The latter end of this week has seen a number of different movements happen within China that are all pointing towards a complete ban of cryptocurrencies and any blockchain related activities in the country. As it stands, cryptocurrency is illegal in some aspects, but now it seems that authorities are doing everything in their power to make crypto trading, investment and education as difficult as possible.
Here’s a quick recap from our recent coverage of this story
“Authorities have made efforts to ban WeChat accounts that are sharing cryptocurrency and blockchain news. WeChat is a Chinese social media, one that can be used to advertise cryptocurrency and can be used by media outlets to push crypto news. As of yesterday, a number of large companies were banned from WeChat, and authorities published guidelines that stipulate cryptocurrency and blockchain related news will no longer be allowed on the social media platform.”
“Authorities in Beijing are alleged to have banned hotels and venues from hosting cryptocurrency and blockchain related conferences and events. As you know, such events are a big deal within the corporate crypto world and networking is a great way for crypto projects to grow. Now it seems that authorities are going to stop these events happening, in order to divert cryptocurrency attention away from the general public.”
“Authorities are alleged to blocking its citizens from accessing around 124 cryptocurrency exchanges online. This, is a clear move to make trading and investing almost impossible in China.”
This all comes after the China National Fintech Risk Rectification Office said:
“Some organizations or individuals use the blockchain and virtual currency as the gimmicks to carry out illegal criminal activities such as pyramid schemes and fraud… The relevant departments will further adopt targeted clean-up measures to maintain financial order and social stability. The 124 websites are located outside the country, but the virtual currency trading platform website that provides transaction services for domestic residents has taken necessary control measures. The next step will be to strengthen monitoring and block in real time.”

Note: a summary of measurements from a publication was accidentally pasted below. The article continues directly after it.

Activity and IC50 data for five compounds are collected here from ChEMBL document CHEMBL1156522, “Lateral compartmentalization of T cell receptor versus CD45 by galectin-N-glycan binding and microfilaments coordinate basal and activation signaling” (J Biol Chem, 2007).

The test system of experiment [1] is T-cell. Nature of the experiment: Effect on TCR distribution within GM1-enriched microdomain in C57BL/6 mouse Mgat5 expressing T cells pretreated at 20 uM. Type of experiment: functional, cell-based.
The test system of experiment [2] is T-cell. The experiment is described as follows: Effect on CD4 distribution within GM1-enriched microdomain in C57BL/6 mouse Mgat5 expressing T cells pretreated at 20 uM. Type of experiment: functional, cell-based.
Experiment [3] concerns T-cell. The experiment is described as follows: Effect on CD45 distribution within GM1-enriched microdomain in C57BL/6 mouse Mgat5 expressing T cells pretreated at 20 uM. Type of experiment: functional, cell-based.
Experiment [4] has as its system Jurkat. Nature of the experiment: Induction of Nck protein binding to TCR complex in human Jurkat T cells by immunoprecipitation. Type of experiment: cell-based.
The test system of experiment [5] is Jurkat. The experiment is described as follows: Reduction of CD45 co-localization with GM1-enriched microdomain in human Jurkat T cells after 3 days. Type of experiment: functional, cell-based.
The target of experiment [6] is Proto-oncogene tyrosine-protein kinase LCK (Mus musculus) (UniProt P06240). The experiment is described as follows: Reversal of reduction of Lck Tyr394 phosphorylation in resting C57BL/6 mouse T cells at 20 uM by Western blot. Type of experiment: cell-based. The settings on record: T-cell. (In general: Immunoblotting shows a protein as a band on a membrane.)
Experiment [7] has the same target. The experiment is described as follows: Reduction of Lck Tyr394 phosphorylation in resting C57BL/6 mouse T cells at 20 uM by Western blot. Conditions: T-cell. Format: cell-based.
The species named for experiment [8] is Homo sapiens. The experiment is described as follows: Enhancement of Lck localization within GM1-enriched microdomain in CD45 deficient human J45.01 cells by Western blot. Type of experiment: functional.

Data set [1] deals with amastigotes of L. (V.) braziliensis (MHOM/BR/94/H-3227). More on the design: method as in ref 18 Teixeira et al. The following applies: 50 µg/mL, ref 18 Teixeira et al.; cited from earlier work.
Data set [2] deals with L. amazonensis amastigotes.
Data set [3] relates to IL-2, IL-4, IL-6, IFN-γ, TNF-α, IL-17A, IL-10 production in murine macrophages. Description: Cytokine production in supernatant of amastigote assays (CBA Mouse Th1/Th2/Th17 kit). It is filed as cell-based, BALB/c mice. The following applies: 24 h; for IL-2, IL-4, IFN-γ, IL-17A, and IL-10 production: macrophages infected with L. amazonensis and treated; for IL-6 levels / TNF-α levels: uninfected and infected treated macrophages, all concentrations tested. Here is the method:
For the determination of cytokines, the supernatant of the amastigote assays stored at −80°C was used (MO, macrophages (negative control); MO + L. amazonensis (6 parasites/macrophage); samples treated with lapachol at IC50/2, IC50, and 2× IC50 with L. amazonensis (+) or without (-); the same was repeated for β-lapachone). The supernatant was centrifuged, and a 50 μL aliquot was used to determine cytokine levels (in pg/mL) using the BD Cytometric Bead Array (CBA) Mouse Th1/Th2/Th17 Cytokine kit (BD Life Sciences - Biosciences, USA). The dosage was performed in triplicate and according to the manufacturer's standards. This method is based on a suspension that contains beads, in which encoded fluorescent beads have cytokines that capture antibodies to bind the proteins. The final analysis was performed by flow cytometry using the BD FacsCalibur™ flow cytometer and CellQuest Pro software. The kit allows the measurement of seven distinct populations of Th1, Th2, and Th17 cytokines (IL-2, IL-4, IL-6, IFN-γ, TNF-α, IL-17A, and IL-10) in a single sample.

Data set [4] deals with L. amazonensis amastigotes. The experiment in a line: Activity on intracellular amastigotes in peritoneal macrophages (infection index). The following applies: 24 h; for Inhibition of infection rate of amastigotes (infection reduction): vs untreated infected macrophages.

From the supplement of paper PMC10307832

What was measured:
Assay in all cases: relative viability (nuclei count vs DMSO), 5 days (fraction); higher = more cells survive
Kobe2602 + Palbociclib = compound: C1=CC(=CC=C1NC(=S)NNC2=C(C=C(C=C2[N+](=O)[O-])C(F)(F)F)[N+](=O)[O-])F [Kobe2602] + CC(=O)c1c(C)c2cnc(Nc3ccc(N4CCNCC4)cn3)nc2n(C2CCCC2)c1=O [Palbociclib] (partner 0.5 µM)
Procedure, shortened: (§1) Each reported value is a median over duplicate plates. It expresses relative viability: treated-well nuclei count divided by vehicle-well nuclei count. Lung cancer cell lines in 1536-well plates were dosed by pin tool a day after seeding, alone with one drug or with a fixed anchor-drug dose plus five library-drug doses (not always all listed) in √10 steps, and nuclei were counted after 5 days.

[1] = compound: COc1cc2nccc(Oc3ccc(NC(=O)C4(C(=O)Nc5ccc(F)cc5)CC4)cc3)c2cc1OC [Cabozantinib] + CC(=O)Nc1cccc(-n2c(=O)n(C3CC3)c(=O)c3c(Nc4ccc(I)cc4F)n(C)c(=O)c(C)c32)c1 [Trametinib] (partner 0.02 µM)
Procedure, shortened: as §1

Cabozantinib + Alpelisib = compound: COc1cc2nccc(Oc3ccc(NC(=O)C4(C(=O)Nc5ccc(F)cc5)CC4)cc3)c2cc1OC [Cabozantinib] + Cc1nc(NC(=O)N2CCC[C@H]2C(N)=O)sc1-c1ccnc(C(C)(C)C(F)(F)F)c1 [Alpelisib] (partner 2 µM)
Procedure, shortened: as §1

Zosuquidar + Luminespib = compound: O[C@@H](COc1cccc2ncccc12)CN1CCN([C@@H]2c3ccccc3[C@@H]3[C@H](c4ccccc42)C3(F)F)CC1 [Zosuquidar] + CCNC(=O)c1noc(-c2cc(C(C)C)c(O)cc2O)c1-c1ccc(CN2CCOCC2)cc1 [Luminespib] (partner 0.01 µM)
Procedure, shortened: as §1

What’s happening now?
The latest addition to this story, according to a report from a Beijing News source, Alipay, a branch of Chinese giants Alibaba, will now be monitoring the movements and transactions of its users in order to stamp out cryptocurrency trading.
The report by BJNews states:
“All along, Alipay will refuse services to merchants involved in virtual currency transactions. For personal accounts suspected of virtual currency transactions, depending on the circumstances, we will take measures to limit account withdrawals or even permanently limit withdrawals,” a company representative told Beijing News.”
Not only will Alipay be monitoring the actions of their customers to ensure that no customers are engaging in cryptocurrency related activities, they will also be making efforts to try and educate their users on the problems of cryptocurrencies (in their opinion) and are going to be referring to crypto news as propaganda that should be avoided at all costs.
This is a very big deal. Its censorship and it’s a part of what seems to be a bigger national censorship against cryptocurrency in the country. Since there’s been so many moves against cryptocurrencies in China in the past two days alone, we can only expect this to continue through the rest of the month.
As a matter of fact, we can only expect that by the end of the month, Chinese authorities may even have rolled out a total ban on cryptocurrencies. It’s not what we want, but it’s what we should now start to expect.
Whilst global adoption is driving through the rest of the world, it’s very clear that this is something China do no want to be a part of.